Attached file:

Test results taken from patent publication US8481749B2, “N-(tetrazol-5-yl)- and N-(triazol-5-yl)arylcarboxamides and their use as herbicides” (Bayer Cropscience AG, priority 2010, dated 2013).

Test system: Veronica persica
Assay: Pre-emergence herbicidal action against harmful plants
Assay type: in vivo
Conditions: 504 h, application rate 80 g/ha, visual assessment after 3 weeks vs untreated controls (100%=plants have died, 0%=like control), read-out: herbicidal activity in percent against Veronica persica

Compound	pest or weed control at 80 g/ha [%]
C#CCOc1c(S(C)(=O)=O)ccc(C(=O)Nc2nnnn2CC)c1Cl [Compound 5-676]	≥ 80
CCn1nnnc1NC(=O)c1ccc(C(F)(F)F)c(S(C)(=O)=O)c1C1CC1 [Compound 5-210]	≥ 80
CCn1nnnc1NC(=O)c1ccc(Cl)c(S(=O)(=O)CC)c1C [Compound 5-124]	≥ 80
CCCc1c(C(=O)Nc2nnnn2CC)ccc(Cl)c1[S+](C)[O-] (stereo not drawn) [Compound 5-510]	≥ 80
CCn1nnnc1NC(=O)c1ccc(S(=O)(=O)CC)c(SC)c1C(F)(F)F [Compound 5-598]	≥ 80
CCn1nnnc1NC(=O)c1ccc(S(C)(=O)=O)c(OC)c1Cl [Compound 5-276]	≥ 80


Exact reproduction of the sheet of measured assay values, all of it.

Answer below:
Test results taken from patent publication US8481749B2, “N-(tetrazol-5-yl)- and N-(triazol-5-yl)arylcarboxamides and their use as herbicides” (Bayer Cropscience AG, priority 2010, dated 2013).

Test system: Veronica persica
Assay: Pre-emergence herbicidal action against harmful plants
Assay type: in vivo
Conditions: 504 h, application rate 80 g/ha, visual assessment after 3 weeks vs untreated controls (100%=plants have died, 0%=like control), read-out: herbicidal activity in percent against Veronica persica

Compound	pest or weed control at 80 g/ha [%]
C#CCOc1c(S(C)(=O)=O)ccc(C(=O)Nc2nnnn2CC)c1Cl [Compound 5-676]	≥ 80
CCn1nnnc1NC(=O)c1ccc(C(F)(F)F)c(S(C)(=O)=O)c1C1CC1 [Compound 5-210]	≥ 80
CCn1nnnc1NC(=O)c1ccc(Cl)c(S(=O)(=O)CC)c1C [Compound 5-124]	≥ 80
CCCc1c(C(=O)Nc2nnnn2CC)ccc(Cl)c1[S+](C)[O-] (stereo not drawn) [Compound 5-510]	≥ 80
CCn1nnnc1NC(=O)c1ccc(S(=O)(=O)CC)c(SC)c1C(F)(F)F [Compound 5-598]	≥ 80
CCn1nnnc1NC(=O)c1ccc(S(C)(=O)=O)c(OC)c1Cl [Compound 5-276]	≥ 80